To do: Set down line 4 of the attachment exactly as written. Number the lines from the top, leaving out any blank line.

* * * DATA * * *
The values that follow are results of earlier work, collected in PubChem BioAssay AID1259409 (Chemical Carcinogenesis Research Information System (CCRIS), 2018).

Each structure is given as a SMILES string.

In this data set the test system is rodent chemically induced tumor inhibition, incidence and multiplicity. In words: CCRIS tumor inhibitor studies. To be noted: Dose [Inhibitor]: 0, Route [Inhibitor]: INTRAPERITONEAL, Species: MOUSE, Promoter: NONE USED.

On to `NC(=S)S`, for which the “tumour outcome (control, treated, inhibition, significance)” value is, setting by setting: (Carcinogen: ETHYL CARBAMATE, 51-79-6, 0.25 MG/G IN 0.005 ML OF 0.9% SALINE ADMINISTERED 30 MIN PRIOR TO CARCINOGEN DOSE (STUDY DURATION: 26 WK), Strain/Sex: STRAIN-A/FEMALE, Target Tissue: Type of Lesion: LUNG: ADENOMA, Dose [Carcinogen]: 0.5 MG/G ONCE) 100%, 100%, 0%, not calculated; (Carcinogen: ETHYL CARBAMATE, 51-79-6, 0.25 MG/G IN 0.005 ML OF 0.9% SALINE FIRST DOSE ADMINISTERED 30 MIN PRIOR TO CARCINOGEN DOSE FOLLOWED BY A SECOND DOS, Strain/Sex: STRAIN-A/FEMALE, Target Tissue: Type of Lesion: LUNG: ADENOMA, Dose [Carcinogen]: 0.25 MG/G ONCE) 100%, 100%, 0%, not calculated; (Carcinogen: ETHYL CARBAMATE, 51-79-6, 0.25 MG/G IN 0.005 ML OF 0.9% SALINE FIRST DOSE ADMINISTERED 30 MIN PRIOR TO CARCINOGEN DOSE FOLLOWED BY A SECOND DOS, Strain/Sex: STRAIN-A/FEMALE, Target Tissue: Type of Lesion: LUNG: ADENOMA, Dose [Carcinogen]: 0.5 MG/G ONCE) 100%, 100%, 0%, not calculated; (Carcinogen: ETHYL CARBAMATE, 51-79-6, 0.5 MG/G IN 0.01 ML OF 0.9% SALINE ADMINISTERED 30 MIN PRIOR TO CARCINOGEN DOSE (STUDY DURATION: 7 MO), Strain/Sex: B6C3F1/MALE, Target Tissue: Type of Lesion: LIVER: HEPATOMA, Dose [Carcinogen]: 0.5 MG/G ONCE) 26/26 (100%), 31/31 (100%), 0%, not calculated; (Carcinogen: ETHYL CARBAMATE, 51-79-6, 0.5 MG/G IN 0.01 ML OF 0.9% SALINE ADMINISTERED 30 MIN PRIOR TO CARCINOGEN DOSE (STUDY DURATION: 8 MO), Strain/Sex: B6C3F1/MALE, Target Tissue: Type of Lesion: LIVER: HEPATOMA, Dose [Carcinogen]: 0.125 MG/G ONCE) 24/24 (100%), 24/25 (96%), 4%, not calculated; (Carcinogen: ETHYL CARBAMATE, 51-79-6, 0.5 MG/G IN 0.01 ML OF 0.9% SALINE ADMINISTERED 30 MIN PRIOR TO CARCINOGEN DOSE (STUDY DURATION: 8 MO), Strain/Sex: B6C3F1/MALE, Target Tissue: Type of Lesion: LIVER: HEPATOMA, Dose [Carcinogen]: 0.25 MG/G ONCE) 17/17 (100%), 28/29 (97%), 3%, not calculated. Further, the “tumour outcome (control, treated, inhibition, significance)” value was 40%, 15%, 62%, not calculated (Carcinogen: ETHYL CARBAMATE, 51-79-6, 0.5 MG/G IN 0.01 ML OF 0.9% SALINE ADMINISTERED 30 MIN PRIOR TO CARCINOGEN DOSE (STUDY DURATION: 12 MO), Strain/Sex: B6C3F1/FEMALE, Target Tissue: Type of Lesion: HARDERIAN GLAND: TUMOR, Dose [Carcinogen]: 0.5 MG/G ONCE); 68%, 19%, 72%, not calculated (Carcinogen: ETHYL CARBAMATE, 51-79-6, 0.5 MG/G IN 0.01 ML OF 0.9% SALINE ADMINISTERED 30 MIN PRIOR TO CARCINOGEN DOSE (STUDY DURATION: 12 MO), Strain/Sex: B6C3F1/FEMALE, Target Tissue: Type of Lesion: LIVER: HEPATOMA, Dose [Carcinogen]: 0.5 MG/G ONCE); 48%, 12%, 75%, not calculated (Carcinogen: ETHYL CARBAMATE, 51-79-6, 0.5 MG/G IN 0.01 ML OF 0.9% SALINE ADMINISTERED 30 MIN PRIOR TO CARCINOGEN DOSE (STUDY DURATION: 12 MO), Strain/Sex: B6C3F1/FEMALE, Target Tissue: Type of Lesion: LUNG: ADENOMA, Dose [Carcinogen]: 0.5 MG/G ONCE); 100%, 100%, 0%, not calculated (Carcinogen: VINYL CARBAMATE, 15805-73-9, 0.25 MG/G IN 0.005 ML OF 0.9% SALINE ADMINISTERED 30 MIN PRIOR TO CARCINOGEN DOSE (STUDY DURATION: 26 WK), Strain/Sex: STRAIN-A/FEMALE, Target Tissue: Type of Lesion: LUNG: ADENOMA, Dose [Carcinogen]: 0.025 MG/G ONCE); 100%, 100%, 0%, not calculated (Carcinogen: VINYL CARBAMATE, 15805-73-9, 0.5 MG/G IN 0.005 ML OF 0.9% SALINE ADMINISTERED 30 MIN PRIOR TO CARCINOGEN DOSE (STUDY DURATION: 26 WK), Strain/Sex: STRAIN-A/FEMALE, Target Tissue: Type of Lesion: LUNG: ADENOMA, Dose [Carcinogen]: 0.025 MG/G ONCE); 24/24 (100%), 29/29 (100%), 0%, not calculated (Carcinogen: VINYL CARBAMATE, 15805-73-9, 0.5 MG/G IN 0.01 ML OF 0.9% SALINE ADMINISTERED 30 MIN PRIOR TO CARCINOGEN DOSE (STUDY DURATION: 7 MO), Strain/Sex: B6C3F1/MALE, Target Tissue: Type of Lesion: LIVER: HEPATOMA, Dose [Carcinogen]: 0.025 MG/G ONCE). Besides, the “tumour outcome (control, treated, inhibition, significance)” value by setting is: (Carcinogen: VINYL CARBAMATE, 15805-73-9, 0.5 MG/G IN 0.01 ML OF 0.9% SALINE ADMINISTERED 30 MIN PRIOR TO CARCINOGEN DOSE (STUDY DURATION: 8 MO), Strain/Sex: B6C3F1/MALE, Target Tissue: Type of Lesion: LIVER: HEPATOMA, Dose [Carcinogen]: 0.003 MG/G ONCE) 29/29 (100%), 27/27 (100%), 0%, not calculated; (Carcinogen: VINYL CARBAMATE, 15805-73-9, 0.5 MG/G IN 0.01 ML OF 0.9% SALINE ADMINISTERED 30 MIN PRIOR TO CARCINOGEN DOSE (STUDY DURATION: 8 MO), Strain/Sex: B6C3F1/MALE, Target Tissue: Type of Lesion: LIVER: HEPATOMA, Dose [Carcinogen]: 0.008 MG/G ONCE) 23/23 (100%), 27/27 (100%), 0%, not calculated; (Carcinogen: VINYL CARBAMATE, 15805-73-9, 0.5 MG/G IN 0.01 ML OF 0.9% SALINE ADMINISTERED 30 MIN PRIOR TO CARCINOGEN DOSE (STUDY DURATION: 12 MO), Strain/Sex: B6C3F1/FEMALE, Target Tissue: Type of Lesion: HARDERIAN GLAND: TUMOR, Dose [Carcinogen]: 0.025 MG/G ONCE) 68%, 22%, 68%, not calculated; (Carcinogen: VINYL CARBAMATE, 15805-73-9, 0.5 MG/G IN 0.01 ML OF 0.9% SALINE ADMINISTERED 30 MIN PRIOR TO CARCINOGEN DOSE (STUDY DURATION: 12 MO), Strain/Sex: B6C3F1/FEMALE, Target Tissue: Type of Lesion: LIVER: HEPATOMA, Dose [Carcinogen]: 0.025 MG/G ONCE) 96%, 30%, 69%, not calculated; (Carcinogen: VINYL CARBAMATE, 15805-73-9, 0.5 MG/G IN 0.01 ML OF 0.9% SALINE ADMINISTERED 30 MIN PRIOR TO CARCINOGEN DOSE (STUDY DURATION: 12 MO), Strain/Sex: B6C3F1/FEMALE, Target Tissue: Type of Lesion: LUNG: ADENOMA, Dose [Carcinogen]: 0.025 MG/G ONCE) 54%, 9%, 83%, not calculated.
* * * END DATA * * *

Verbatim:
On to `NC(=S)S`, for which the “tumour outcome (control, treated, inhibition, significance)” value is, setting by setting: (Carcinogen: ETHYL CARBAMATE, 51-79-6, 0.25 MG/G IN 0.005 ML OF 0.9% SALINE ADMINISTERED 30 MIN PRIOR TO CARCINOGEN DOSE (STUDY DURATION: 26 WK), Strain/Sex: STRAIN-A/FEMALE, Target Tissue: Type of Lesion: LUNG: ADENOMA, Dose [Carcinogen]: 0.5 MG/G ONCE) 100%, 100%, 0%, not calculated; (Carcinogen: ETHYL CARBAMATE, 51-79-6, 0.25 MG/G IN 0.005 ML OF 0.9% SALINE FIRST DOSE ADMINISTERED 30 MIN PRIOR TO CARCINOGEN DOSE FOLLOWED BY A SECOND DOS, Strain/Sex: STRAIN-A/FEMALE, Target Tissue: Type of Lesion: LUNG: ADENOMA, Dose [Carcinogen]: 0.25 MG/G ONCE) 100%, 100%, 0%, not calculated; (Carcinogen: ETHYL CARBAMATE, 51-79-6, 0.25 MG/G IN 0.005 ML OF 0.9% SALINE FIRST DOSE ADMINISTERED 30 MIN PRIOR TO CARCINOGEN DOSE FOLLOWED BY A SECOND DOS, Strain/Sex: STRAIN-A/FEMALE, Target Tissue: Type of Lesion: LUNG: ADENOMA, Dose [Carcinogen]: 0.5 MG/G ONCE) 100%, 100%, 0%, not calculated; (Carcinogen: ETHYL CARBAMATE, 51-79-6, 0.5 MG/G IN 0.01 ML OF 0.9% SALINE ADMINISTERED 30 MIN PRIOR TO CARCINOGEN DOSE (STUDY DURATION: 7 MO), Strain/Sex: B6C3F1/MALE, Target Tissue: Type of Lesion: LIVER: HEPATOMA, Dose [Carcinogen]: 0.5 MG/G ONCE) 26/26 (100%), 31/31 (100%), 0%, not calculated; (Carcinogen: ETHYL CARBAMATE, 51-79-6, 0.5 MG/G IN 0.01 ML OF 0.9% SALINE ADMINISTERED 30 MIN PRIOR TO CARCINOGEN DOSE (STUDY DURATION: 8 MO), Strain/Sex: B6C3F1/MALE, Target Tissue: Type of Lesion: LIVER: HEPATOMA, Dose [Carcinogen]: 0.125 MG/G ONCE) 24/24 (100%), 24/25 (96%), 4%, not calculated; (Carcinogen: ETHYL CARBAMATE, 51-79-6, 0.5 MG/G IN 0.01 ML OF 0.9% SALINE ADMINISTERED 30 MIN PRIOR TO CARCINOGEN DOSE (STUDY DURATION: 8 MO), Strain/Sex: B6C3F1/MALE, Target Tissue: Type of Lesion: LIVER: HEPATOMA, Dose [Carcinogen]: 0.25 MG/G ONCE) 17/17 (100%), 28/29 (97%), 3%, not calculated. Further, the “tumour outcome (control, treated, inhibition, significance)” value was 40%, 15%, 62%, not calculated (Carcinogen: ETHYL CARBAMATE, 51-79-6, 0.5 MG/G IN 0.01 ML OF 0.9% SALINE ADMINISTERED 30 MIN PRIOR TO CARCINOGEN DOSE (STUDY DURATION: 12 MO), Strain/Sex: B6C3F1/FEMALE, Target Tissue: Type of Lesion: HARDERIAN GLAND: TUMOR, Dose [Carcinogen]: 0.5 MG/G ONCE); 68%, 19%, 72%, not calculated (Carcinogen: ETHYL CARBAMATE, 51-79-6, 0.5 MG/G IN 0.01 ML OF 0.9% SALINE ADMINISTERED 30 MIN PRIOR TO CARCINOGEN DOSE (STUDY DURATION: 12 MO), Strain/Sex: B6C3F1/FEMALE, Target Tissue: Type of Lesion: LIVER: HEPATOMA, Dose [Carcinogen]: 0.5 MG/G ONCE); 48%, 12%, 75%, not calculated (Carcinogen: ETHYL CARBAMATE, 51-79-6, 0.5 MG/G IN 0.01 ML OF 0.9% SALINE ADMINISTERED 30 MIN PRIOR TO CARCINOGEN DOSE (STUDY DURATION: 12 MO), Strain/Sex: B6C3F1/FEMALE, Target Tissue: Type of Lesion: LUNG: ADENOMA, Dose [Carcinogen]: 0.5 MG/G ONCE); 100%, 100%, 0%, not calculated (Carcinogen: VINYL CARBAMATE, 15805-73-9, 0.25 MG/G IN 0.005 ML OF 0.9% SALINE ADMINISTERED 30 MIN PRIOR TO CARCINOGEN DOSE (STUDY DURATION: 26 WK), Strain/Sex: STRAIN-A/FEMALE, Target Tissue: Type of Lesion: LUNG: ADENOMA, Dose [Carcinogen]: 0.025 MG/G ONCE); 100%, 100%, 0%, not calculated (Carcinogen: VINYL CARBAMATE, 15805-73-9, 0.5 MG/G IN 0.005 ML OF 0.9% SALINE ADMINISTERED 30 MIN PRIOR TO CARCINOGEN DOSE (STUDY DURATION: 26 WK), Strain/Sex: STRAIN-A/FEMALE, Target Tissue: Type of Lesion: LUNG: ADENOMA, Dose [Carcinogen]: 0.025 MG/G ONCE); 24/24 (100%), 29/29 (100%), 0%, not calculated (Carcinogen: VINYL CARBAMATE, 15805-73-9, 0.5 MG/G IN 0.01 ML OF 0.9% SALINE ADMINISTERED 30 MIN PRIOR TO CARCINOGEN DOSE (STUDY DURATION: 7 MO), Strain/Sex: B6C3F1/MALE, Target Tissue: Type of Lesion: LIVER: HEPATOMA, Dose [Carcinogen]: 0.025 MG/G ONCE). Besides, the “tumour outcome (control, treated, inhibition, significance)” value by setting is: (Carcinogen: VINYL CARBAMATE, 15805-73-9, 0.5 MG/G IN 0.01 ML OF 0.9% SALINE ADMINISTERED 30 MIN PRIOR TO CARCINOGEN DOSE (STUDY DURATION: 8 MO), Strain/Sex: B6C3F1/MALE, Target Tissue: Type of Lesion: LIVER: HEPATOMA, Dose [Carcinogen]: 0.003 MG/G ONCE) 29/29 (100%), 27/27 (100%), 0%, not calculated; (Carcinogen: VINYL CARBAMATE, 15805-73-9, 0.5 MG/G IN 0.01 ML OF 0.9% SALINE ADMINISTERED 30 MIN PRIOR TO CARCINOGEN DOSE (STUDY DURATION: 8 MO), Strain/Sex: B6C3F1/MALE, Target Tissue: Type of Lesion: LIVER: HEPATOMA, Dose [Carcinogen]: 0.008 MG/G ONCE) 23/23 (100%), 27/27 (100%), 0%, not calculated; (Carcinogen: VINYL CARBAMATE, 15805-73-9, 0.5 MG/G IN 0.01 ML OF 0.9% SALINE ADMINISTERED 30 MIN PRIOR TO CARCINOGEN DOSE (STUDY DURATION: 12 MO), Strain/Sex: B6C3F1/FEMALE, Target Tissue: Type of Lesion: HARDERIAN GLAND: TUMOR, Dose [Carcinogen]: 0.025 MG/G ONCE) 68%, 22%, 68%, not calculated; (Carcinogen: VINYL CARBAMATE, 15805-73-9, 0.5 MG/G IN 0.01 ML OF 0.9% SALINE ADMINISTERED 30 MIN PRIOR TO CARCINOGEN DOSE (STUDY DURATION: 12 MO), Strain/Sex: B6C3F1/FEMALE, Target Tissue: Type of Lesion: LIVER: HEPATOMA, Dose [Carcinogen]: 0.025 MG/G ONCE) 96%, 30%, 69%, not calculated; (Carcinogen: VINYL CARBAMATE, 15805-73-9, 0.5 MG/G IN 0.01 ML OF 0.9% SALINE ADMINISTERED 30 MIN PRIOR TO CARCINOGEN DOSE (STUDY DURATION: 12 MO), Strain/Sex: B6C3F1/FEMALE, Target Tissue: Type of Lesion: LUNG: ADENOMA, Dose [Carcinogen]: 0.025 MG/G ONCE) 54%, 9%, 83%, not calculated.